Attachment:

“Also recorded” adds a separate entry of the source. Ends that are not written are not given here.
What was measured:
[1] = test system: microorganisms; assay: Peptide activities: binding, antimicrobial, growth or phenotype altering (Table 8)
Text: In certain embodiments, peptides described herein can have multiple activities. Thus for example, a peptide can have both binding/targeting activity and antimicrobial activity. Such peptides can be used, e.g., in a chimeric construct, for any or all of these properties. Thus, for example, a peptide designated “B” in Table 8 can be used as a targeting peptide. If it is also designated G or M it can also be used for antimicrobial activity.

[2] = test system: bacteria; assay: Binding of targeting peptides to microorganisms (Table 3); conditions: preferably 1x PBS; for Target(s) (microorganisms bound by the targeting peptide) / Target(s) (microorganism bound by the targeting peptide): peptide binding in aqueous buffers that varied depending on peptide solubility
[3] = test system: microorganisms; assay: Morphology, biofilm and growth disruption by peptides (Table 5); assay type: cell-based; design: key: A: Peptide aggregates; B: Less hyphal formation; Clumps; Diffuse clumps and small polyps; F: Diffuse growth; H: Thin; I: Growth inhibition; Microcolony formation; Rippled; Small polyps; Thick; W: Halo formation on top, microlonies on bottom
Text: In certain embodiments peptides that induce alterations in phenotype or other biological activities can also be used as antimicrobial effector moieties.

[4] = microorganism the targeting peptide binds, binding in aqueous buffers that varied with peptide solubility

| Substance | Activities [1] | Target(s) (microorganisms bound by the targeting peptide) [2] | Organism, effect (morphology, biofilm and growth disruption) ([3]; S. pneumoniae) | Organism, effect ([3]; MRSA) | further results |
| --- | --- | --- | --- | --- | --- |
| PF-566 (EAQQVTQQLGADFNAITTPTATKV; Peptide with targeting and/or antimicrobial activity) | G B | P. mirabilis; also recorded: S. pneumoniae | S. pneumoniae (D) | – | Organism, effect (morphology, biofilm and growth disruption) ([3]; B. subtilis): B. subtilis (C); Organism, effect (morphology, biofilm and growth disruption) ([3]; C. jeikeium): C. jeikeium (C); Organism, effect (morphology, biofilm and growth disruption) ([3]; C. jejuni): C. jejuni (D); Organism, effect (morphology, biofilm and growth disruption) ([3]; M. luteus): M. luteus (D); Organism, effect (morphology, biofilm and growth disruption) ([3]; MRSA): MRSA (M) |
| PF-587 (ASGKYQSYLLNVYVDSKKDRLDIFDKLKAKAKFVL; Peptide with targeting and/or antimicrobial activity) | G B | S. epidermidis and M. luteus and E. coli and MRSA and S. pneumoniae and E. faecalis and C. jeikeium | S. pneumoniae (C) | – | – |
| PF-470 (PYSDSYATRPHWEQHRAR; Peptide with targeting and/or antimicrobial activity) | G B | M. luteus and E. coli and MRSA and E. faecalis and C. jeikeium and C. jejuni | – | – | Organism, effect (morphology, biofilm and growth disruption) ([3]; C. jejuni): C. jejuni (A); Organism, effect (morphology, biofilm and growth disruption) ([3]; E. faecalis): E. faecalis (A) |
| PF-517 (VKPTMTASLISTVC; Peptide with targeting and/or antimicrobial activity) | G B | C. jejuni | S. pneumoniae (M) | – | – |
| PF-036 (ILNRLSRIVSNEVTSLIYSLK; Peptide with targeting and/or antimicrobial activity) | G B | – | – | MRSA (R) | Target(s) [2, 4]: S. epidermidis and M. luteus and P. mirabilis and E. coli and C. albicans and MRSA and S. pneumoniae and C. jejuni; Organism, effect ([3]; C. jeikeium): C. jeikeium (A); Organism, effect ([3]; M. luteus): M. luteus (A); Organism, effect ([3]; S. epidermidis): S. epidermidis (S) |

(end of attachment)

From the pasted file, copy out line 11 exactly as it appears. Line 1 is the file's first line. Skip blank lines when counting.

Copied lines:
| PF-566 (EAQQVTQQLGADFNAITTPTATKV; Peptide with targeting and/or antimicrobial activity) | G B | P. mirabilis; also recorded: S. pneumoniae | S. pneumoniae (D) | – | Organism, effect (morphology, biofilm and growth disruption) ([3]; B. subtilis): B. subtilis (C); Organism, effect (morphology, biofilm and growth disruption) ([3]; C. jeikeium): C. jeikeium (C); Organism, effect (morphology, biofilm and growth disruption) ([3]; C. jejuni): C. jejuni (D); Organism, effect (morphology, biofilm and growth disruption) ([3]; M. luteus): M. luteus (D); Organism, effect (morphology, biofilm and growth disruption) ([3]; MRSA): MRSA (M) |